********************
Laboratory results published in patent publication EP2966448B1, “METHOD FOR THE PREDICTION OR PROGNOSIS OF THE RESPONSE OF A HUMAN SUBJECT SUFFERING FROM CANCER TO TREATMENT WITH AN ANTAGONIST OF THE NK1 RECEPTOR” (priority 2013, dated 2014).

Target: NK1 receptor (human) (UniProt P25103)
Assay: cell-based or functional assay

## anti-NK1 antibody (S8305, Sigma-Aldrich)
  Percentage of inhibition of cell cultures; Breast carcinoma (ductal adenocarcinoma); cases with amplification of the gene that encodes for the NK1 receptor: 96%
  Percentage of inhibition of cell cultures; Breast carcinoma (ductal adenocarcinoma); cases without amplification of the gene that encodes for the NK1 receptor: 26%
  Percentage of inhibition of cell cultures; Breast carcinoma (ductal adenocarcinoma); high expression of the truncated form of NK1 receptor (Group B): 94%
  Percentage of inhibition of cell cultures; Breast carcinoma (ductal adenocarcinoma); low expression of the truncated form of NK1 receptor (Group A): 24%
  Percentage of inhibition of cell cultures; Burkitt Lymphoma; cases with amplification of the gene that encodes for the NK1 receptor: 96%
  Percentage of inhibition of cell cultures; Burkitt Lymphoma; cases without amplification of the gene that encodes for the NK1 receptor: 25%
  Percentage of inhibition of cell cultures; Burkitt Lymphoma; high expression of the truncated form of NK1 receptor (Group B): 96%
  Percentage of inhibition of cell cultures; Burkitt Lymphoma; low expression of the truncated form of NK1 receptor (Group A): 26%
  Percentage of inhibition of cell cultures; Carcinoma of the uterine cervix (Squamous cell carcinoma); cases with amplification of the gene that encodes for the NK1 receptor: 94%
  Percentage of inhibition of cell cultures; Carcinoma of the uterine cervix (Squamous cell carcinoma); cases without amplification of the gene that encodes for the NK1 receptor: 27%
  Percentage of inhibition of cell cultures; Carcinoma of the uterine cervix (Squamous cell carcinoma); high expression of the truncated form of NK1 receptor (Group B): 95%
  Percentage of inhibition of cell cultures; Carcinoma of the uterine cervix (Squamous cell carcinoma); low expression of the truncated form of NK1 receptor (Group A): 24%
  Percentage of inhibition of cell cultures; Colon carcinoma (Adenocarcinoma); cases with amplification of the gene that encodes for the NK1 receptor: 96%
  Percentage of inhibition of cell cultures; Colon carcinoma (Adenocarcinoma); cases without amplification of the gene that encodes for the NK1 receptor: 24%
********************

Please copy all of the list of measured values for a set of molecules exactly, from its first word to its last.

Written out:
Laboratory results published in patent publication EP2966448B1, “METHOD FOR THE PREDICTION OR PROGNOSIS OF THE RESPONSE OF A HUMAN SUBJECT SUFFERING FROM CANCER TO TREATMENT WITH AN ANTAGONIST OF THE NK1 RECEPTOR” (priority 2013, dated 2014).

Target: NK1 receptor (human) (UniProt P25103)
Assay: cell-based or functional assay

## anti-NK1 antibody (S8305, Sigma-Aldrich)
  Percentage of inhibition of cell cultures; Breast carcinoma (ductal adenocarcinoma); cases with amplification of the gene that encodes for the NK1 receptor: 96%
  Percentage of inhibition of cell cultures; Breast carcinoma (ductal adenocarcinoma); cases without amplification of the gene that encodes for the NK1 receptor: 26%
  Percentage of inhibition of cell cultures; Breast carcinoma (ductal adenocarcinoma); high expression of the truncated form of NK1 receptor (Group B): 94%
  Percentage of inhibition of cell cultures; Breast carcinoma (ductal adenocarcinoma); low expression of the truncated form of NK1 receptor (Group A): 24%
  Percentage of inhibition of cell cultures; Burkitt Lymphoma; cases with amplification of the gene that encodes for the NK1 receptor: 96%
  Percentage of inhibition of cell cultures; Burkitt Lymphoma; cases without amplification of the gene that encodes for the NK1 receptor: 25%
  Percentage of inhibition of cell cultures; Burkitt Lymphoma; high expression of the truncated form of NK1 receptor (Group B): 96%
  Percentage of inhibition of cell cultures; Burkitt Lymphoma; low expression of the truncated form of NK1 receptor (Group A): 26%
  Percentage of inhibition of cell cultures; Carcinoma of the uterine cervix (Squamous cell carcinoma); cases with amplification of the gene that encodes for the NK1 receptor: 94%
  Percentage of inhibition of cell cultures; Carcinoma of the uterine cervix (Squamous cell carcinoma); cases without amplification of the gene that encodes for the NK1 receptor: 27%
  Percentage of inhibition of cell cultures; Carcinoma of the uterine cervix (Squamous cell carcinoma); high expression of the truncated form of NK1 receptor (Group B): 95%
  Percentage of inhibition of cell cultures; Carcinoma of the uterine cervix (Squamous cell carcinoma); low expression of the truncated form of NK1 receptor (Group A): 24%
  Percentage of inhibition of cell cultures; Colon carcinoma (Adenocarcinoma); cases with amplification of the gene that encodes for the NK1 receptor: 96%
  Percentage of inhibition of cell cultures; Colon carcinoma (Adenocarcinoma); cases without amplification of the gene that encodes for the NK1 receptor: 24%